The Wilson Center’s AI seminar series for Congressional staff, Executive Branch staff, and some Members of Congress.
80,000 Hours’ career guides, podcast episodes, and regularly updated job listings related to AI governance careers.
A variety of work that has gone into identifying, attracting, training, and networking (often junior) individuals who began working on these topics in the last few years, including the work of building institutions that do those things.

In the future, we hope to fund more work along these lines. As demonstrated by the examples above, some of the work we fund will involve explicit analysis of very long-run, potentially transformative impacts of AI, but much of the work we fund will be focused on more immediate, tractable issues of AI governance, so long as we are persuaded that the work has a decent chance of improving the odds of eventual good outcomes from transformative AI (and regardless of whether a given grantee has any interest in transformative AI).

Of course, we might never fund anything in AI governance as impactful as the work that led to the Nunn-Lugar Act, but per our commitment to hits-based giving, we are willing to take that risk given the scale of impact we expect from transformative AI.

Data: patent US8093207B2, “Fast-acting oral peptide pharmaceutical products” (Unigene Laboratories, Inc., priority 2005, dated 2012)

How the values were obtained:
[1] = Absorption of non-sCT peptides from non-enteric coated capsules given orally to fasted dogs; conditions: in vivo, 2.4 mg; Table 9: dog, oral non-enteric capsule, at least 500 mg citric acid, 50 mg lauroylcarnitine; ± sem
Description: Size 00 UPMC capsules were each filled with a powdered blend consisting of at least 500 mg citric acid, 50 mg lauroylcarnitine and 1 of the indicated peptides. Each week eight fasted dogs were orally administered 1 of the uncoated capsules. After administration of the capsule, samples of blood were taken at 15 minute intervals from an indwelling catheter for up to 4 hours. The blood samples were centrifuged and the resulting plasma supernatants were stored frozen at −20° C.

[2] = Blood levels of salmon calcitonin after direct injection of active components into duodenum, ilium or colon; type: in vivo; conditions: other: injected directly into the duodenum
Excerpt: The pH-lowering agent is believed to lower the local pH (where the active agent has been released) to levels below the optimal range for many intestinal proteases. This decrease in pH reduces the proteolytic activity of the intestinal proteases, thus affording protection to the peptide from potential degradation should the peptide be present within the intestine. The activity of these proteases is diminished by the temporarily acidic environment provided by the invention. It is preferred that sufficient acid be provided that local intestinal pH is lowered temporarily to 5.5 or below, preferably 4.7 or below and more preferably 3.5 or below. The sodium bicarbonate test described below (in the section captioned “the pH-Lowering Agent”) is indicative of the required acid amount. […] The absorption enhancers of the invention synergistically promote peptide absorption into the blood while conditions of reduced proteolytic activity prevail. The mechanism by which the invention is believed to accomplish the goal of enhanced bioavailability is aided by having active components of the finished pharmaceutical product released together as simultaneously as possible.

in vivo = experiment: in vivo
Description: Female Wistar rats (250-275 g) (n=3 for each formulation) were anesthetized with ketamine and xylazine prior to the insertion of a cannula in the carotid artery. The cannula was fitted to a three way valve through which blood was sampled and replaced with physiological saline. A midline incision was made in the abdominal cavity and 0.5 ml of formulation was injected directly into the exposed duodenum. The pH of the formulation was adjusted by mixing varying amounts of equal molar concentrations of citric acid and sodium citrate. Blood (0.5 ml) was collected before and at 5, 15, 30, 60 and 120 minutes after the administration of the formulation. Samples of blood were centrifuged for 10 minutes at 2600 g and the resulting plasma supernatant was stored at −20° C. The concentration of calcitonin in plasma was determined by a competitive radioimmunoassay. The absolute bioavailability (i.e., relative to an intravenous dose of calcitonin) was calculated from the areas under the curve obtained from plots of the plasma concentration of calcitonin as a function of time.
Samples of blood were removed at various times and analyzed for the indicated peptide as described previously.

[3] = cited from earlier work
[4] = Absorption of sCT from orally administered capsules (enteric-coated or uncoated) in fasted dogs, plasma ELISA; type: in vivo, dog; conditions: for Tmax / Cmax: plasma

1. My thanks to Nathan Calvin for his help researching and drafting these opening paragraphs about the Nunn-Lugar Act.
2. On Soviet nuclear stockpile numbers, see Carter et al (1991) at pp. i & 29. On Soviet citizens working at nuclear facilities, see Parker (2016):
[Siegfried] Hecker and the rest of the Americans were deeply concerned about the one million-plus Russians who worked in nuclear facilities. Many faced severe financial pressure in an imploding society and thus constituted a huge potential security risk.

3. See e.g. contemporary commentary from Carter et al (1991), p. i:
Soviet nuclear command and control is at root a social and political creation. However successful its designers have been in insulating it from all the problems they could foresee, it cannot be assumed capable of standing apart from turmoil throughout the society within which it is embedded. And if even one hundredth of one percent of the nuclear weapons in the Soviet Stockpile falls into the wrong hands, destruction greater than the world has seen since Hiroshima and Nagasaki could result.